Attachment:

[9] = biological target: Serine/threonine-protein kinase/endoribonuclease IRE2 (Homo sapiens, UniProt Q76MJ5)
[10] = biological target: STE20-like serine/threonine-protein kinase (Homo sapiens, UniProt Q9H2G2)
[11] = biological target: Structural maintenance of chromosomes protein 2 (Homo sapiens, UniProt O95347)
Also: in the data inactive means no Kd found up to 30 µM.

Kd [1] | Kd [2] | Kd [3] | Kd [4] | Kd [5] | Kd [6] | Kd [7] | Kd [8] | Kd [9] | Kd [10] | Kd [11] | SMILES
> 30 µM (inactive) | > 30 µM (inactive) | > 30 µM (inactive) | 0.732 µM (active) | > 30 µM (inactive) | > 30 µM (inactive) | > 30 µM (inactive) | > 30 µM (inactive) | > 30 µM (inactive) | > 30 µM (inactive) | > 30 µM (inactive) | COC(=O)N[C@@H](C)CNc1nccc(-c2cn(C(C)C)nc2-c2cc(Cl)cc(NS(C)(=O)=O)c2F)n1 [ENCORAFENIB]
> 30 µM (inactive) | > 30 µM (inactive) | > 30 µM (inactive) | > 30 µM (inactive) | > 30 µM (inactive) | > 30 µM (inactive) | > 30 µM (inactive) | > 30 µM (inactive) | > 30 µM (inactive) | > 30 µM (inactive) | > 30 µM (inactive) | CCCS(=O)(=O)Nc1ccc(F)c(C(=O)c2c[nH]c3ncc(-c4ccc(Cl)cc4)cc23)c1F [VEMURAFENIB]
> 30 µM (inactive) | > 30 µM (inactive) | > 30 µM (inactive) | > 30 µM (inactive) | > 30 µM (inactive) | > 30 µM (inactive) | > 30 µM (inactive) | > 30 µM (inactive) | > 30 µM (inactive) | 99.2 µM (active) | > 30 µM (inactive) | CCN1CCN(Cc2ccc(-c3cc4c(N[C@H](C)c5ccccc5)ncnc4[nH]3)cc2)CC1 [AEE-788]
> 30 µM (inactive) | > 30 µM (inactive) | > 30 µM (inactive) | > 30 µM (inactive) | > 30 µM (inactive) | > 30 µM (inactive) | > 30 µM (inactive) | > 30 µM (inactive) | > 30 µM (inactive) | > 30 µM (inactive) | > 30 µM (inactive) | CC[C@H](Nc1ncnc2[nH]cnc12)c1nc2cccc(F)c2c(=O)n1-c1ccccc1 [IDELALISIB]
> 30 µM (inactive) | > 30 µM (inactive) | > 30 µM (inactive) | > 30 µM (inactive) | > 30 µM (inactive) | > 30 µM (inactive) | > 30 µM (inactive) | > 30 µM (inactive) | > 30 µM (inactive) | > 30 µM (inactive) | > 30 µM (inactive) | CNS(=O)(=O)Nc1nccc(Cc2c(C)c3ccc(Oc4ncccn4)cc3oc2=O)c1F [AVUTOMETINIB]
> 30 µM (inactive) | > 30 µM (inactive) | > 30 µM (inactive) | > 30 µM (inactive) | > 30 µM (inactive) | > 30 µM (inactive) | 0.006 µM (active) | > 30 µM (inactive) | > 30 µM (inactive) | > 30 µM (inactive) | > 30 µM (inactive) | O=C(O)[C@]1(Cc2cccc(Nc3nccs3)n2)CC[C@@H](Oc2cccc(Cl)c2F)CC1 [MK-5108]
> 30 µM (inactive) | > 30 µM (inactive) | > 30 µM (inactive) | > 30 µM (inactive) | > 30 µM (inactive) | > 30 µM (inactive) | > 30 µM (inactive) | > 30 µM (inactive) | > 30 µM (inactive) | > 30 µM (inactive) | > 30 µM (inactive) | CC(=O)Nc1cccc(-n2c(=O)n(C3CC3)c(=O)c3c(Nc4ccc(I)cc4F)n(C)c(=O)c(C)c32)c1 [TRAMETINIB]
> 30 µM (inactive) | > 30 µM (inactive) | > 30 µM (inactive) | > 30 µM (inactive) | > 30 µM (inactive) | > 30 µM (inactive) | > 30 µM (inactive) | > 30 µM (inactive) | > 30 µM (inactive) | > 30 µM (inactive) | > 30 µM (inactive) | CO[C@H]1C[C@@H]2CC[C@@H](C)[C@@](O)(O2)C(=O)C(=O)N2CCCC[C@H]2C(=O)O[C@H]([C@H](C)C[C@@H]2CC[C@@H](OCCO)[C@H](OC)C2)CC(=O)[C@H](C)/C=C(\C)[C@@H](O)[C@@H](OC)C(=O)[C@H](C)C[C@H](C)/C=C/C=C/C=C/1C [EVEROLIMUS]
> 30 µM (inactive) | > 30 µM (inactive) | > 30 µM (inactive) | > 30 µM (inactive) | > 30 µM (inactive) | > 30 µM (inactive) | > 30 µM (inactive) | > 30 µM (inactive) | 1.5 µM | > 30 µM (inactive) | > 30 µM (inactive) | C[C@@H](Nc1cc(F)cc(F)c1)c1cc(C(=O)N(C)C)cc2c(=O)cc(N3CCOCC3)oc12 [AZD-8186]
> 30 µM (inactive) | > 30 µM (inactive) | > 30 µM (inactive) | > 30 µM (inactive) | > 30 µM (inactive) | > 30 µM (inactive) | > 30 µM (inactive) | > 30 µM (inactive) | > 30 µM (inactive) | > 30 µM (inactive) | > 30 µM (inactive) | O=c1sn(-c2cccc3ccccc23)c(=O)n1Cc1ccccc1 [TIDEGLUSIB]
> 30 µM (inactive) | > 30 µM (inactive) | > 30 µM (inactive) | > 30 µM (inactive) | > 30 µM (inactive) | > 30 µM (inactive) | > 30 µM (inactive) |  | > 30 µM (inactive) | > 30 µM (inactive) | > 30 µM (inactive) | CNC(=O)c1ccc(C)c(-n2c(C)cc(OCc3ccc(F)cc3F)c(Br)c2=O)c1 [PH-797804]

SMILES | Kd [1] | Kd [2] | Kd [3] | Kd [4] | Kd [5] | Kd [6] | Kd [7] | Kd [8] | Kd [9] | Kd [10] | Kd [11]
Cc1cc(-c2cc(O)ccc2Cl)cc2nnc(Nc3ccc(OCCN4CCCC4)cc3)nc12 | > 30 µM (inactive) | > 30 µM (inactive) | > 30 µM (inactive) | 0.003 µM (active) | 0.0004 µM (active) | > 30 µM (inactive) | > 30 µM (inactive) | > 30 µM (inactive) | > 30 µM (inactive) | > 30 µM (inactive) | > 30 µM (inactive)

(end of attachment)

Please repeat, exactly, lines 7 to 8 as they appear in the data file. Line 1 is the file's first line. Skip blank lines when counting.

> 30 µM (inactive) | > 30 µM (inactive) | > 30 µM (inactive) | > 30 µM (inactive) | > 30 µM (inactive) | > 30 µM (inactive) | > 30 µM (inactive) | > 30 µM (inactive) | > 30 µM (inactive) | > 30 µM (inactive) | > 30 µM (inactive) | CCCS(=O)(=O)Nc1ccc(F)c(C(=O)c2c[nH]c3ncc(-c4ccc(Cl)cc4)cc23)c1F [VEMURAFENIB]
> 30 µM (inactive) | > 30 µM (inactive) | > 30 µM (inactive) | > 30 µM (inactive) | > 30 µM (inactive) | > 30 µM (inactive) | > 30 µM (inactive) | > 30 µM (inactive) | > 30 µM (inactive) | 99.2 µM (active) | > 30 µM (inactive) | CCN1CCN(Cc2ccc(-c3cc4c(N[C@H](C)c5ccccc5)ncnc4[nH]3)cc2)CC1 [AEE-788]